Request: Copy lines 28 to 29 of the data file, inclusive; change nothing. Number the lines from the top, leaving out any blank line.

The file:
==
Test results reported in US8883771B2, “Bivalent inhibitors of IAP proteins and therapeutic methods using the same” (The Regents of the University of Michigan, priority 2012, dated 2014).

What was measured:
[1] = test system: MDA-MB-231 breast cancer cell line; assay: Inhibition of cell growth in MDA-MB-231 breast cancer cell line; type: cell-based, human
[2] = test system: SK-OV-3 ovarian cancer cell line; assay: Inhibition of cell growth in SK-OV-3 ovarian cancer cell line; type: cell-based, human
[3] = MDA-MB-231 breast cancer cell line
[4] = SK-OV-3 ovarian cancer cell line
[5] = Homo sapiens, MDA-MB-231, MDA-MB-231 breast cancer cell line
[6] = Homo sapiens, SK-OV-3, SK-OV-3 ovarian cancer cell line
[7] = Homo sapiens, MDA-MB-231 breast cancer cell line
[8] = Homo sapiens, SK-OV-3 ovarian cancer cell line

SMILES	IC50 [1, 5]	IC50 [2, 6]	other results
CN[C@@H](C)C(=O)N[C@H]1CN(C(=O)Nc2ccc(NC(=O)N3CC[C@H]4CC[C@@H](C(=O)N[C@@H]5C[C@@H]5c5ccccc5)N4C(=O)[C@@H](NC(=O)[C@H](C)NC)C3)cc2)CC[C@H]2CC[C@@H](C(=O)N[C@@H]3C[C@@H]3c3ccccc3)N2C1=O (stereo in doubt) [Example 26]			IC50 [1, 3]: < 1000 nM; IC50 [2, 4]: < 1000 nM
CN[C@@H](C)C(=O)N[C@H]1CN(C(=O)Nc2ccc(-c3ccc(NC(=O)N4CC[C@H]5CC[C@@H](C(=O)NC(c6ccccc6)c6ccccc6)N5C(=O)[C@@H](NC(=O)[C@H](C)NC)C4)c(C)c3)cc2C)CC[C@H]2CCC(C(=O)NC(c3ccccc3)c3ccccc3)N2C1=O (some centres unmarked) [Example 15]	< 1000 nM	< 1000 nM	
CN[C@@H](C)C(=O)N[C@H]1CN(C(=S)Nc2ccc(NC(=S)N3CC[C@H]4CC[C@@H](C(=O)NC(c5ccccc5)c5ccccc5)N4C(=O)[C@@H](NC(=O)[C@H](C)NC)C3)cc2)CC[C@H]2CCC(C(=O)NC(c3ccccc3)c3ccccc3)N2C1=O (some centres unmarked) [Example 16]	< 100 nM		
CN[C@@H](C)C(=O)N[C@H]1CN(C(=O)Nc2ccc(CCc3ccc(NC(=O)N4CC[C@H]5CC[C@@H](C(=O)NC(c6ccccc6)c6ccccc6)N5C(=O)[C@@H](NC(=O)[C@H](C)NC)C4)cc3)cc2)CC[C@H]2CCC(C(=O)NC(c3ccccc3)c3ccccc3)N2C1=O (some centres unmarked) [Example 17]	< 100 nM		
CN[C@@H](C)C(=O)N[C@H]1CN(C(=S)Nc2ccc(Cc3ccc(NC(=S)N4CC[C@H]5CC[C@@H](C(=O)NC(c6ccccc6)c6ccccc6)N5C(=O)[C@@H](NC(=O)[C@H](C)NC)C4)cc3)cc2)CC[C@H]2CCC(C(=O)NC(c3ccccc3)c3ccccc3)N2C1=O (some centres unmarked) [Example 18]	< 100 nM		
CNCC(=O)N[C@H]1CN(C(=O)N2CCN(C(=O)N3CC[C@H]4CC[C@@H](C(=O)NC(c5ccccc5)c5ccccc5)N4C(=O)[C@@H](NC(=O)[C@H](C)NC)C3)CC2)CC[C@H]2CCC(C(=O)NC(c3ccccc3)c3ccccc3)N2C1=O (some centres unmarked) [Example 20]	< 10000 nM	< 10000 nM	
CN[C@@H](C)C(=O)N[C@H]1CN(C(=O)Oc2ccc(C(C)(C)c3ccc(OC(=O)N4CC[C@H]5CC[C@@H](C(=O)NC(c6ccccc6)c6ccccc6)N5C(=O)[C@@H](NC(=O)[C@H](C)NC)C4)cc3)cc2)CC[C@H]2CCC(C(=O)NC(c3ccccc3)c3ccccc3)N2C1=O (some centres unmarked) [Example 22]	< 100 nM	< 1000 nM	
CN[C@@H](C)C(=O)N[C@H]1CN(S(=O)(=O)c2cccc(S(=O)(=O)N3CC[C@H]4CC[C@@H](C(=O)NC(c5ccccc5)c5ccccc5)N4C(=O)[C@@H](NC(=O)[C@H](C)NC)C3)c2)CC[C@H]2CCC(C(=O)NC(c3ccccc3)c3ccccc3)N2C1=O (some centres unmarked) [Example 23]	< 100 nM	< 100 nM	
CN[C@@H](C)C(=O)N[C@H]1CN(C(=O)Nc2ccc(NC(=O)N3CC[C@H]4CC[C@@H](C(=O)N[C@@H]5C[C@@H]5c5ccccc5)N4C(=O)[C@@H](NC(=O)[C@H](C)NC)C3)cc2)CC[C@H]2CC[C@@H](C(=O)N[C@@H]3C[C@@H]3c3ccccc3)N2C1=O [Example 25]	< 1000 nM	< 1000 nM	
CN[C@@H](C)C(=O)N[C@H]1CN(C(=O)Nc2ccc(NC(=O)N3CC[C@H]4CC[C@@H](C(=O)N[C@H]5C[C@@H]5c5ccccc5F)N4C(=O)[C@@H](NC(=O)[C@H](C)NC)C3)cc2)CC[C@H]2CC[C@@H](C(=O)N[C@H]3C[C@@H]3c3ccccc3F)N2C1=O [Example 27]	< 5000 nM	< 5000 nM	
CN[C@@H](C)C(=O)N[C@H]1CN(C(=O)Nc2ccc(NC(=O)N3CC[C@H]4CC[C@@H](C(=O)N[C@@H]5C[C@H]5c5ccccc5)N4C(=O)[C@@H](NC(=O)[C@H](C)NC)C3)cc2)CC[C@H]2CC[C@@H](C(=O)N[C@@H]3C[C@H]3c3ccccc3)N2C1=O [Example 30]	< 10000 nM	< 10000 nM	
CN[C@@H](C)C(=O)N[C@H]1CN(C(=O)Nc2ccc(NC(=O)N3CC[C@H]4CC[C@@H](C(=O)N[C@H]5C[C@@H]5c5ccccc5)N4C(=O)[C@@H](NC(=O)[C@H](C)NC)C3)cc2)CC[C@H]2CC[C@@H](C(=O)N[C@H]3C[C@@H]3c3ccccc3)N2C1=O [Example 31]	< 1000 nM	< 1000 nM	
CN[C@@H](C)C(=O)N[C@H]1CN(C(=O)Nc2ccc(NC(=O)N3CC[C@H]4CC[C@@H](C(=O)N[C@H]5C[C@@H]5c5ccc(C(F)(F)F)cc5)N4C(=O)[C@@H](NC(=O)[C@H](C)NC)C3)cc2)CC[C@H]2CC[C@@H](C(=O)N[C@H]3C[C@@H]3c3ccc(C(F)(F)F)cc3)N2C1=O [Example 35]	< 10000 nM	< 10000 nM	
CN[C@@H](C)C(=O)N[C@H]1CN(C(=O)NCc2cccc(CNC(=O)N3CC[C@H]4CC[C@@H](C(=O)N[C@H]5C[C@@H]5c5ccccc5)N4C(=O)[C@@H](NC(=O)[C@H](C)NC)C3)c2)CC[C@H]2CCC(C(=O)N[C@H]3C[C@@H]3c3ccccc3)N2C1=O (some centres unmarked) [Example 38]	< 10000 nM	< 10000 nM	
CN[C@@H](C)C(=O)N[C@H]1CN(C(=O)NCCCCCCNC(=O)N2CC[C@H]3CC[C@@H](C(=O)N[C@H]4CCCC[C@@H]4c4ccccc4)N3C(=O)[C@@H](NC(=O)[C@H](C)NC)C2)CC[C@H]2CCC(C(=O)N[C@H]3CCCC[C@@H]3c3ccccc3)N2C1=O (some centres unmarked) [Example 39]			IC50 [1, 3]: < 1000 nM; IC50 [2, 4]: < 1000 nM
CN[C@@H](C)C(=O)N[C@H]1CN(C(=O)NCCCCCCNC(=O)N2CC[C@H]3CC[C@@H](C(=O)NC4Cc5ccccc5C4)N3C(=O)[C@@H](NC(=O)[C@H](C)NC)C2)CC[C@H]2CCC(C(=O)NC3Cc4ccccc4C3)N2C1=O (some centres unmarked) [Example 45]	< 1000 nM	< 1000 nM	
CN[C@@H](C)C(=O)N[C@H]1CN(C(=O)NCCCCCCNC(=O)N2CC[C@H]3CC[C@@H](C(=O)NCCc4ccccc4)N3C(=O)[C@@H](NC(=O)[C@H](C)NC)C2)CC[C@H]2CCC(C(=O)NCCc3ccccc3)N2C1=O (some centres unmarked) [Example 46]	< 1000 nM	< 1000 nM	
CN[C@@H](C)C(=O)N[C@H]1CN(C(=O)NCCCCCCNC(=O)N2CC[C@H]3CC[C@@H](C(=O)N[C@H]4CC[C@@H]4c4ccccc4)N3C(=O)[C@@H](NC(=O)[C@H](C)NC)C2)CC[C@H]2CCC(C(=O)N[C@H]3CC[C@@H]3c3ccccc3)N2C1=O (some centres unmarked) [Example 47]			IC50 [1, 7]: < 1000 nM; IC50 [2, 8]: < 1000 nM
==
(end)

CN[C@@H](C)C(=O)N[C@H]1CN(C(=O)NCCCCCCNC(=O)N2CC[C@H]3CC[C@@H](C(=O)NCCc4ccccc4)N3C(=O)[C@@H](NC(=O)[C@H](C)NC)C2)CC[C@H]2CCC(C(=O)NCCc3ccccc3)N2C1=O (some centres unmarked) [Example 46]	< 1000 nM	< 1000 nM	
CN[C@@H](C)C(=O)N[C@H]1CN(C(=O)NCCCCCCNC(=O)N2CC[C@H]3CC[C@@H](C(=O)N[C@H]4CC[C@@H]4c4ccccc4)N3C(=O)[C@@H](NC(=O)[C@H](C)NC)C2)CC[C@H]2CCC(C(=O)N[C@H]3CC[C@@H]3c3ccccc3)N2C1=O (some centres unmarked) [Example 47]			IC50 [1, 7]: < 1000 nM; IC50 [2, 8]: < 1000 nM